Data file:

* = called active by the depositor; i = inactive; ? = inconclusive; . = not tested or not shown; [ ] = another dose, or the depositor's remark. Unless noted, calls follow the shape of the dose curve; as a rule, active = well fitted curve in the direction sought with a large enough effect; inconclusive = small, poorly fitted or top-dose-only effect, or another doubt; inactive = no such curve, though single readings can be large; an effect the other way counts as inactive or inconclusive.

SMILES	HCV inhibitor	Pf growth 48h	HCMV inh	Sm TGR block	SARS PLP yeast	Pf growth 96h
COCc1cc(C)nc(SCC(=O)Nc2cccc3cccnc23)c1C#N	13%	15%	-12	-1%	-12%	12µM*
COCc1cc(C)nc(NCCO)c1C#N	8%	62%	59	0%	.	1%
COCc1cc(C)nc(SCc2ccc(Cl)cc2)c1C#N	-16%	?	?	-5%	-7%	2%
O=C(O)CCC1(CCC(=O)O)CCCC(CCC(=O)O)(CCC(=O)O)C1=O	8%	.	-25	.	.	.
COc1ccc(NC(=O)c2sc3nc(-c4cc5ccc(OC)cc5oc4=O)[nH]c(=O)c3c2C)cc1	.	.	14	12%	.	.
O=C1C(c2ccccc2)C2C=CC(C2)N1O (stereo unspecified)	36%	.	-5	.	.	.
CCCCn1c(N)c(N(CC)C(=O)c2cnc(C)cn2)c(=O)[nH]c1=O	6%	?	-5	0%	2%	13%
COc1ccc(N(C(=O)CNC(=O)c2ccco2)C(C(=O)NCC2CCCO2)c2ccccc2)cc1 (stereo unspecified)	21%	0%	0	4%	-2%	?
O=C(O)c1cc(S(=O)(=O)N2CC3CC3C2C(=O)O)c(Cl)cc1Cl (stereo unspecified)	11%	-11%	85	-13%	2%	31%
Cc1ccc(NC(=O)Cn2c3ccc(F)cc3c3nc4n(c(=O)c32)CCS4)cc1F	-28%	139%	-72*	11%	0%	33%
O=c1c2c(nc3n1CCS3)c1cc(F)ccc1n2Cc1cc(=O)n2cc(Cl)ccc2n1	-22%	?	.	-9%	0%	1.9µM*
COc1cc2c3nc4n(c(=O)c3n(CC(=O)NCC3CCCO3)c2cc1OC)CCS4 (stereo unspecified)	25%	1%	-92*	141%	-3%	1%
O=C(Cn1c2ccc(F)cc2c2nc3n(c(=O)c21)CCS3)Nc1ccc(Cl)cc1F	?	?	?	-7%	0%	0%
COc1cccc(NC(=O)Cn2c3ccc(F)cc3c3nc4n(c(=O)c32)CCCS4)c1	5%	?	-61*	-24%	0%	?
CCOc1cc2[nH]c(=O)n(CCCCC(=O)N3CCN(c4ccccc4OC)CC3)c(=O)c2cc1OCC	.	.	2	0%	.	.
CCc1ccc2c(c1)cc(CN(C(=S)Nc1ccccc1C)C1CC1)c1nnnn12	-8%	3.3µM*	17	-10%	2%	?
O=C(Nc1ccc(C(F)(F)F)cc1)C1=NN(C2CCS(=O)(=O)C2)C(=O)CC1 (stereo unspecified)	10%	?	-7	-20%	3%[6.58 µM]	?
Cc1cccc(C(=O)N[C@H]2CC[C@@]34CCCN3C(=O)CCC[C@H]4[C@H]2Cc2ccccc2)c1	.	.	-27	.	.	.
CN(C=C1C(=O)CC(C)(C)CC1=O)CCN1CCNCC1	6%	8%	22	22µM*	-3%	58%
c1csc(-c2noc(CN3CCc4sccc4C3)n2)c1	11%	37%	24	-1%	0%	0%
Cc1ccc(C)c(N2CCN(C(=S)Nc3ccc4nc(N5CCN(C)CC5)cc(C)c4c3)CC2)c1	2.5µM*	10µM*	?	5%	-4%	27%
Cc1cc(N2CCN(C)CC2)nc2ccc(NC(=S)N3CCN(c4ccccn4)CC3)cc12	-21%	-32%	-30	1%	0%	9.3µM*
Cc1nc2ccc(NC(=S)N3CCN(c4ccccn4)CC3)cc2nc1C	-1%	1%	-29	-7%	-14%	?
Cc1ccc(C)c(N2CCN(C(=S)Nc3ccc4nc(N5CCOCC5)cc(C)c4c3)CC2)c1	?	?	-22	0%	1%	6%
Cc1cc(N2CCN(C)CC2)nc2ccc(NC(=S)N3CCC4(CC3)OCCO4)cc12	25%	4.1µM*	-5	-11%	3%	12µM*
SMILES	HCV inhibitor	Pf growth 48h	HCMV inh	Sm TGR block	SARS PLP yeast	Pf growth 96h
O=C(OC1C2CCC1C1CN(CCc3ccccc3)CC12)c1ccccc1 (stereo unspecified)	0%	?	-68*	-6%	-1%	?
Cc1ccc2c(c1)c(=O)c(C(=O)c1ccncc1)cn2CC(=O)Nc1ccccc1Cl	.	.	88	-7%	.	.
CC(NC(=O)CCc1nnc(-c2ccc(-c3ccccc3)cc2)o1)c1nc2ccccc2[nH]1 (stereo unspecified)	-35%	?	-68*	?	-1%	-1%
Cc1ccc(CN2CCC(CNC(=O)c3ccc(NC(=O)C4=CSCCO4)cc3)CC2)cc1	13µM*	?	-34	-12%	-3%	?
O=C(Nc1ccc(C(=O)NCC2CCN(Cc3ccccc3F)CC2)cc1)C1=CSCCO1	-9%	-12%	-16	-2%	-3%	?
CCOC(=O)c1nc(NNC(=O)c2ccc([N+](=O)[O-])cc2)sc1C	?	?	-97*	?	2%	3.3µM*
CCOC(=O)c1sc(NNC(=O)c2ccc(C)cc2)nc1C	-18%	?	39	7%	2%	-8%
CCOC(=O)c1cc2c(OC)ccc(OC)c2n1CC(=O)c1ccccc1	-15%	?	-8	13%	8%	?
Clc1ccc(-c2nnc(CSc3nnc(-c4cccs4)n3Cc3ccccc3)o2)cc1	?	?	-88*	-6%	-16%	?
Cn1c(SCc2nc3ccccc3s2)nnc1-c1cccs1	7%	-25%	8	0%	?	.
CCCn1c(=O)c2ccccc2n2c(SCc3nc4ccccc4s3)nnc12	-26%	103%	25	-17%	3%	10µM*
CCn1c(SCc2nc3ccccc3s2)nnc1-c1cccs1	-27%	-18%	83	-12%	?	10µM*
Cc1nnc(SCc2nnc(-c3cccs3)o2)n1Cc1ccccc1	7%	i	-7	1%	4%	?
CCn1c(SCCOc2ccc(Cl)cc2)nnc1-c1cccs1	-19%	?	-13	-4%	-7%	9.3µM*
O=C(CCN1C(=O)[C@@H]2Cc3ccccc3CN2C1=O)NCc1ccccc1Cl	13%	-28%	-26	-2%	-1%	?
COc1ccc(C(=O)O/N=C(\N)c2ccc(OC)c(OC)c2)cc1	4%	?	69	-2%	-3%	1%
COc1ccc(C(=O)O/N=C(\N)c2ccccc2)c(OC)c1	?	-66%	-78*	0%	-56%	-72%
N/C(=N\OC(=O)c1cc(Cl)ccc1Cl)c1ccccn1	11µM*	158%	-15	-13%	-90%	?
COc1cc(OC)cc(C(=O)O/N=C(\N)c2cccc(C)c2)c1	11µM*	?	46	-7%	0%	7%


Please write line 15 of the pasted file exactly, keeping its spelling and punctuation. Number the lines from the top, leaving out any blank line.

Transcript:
O=C(Cn1c2ccc(F)cc2c2nc3n(c(=O)c21)CCS3)Nc1ccc(Cl)cc1F	?	?	?	-7%	0%	0%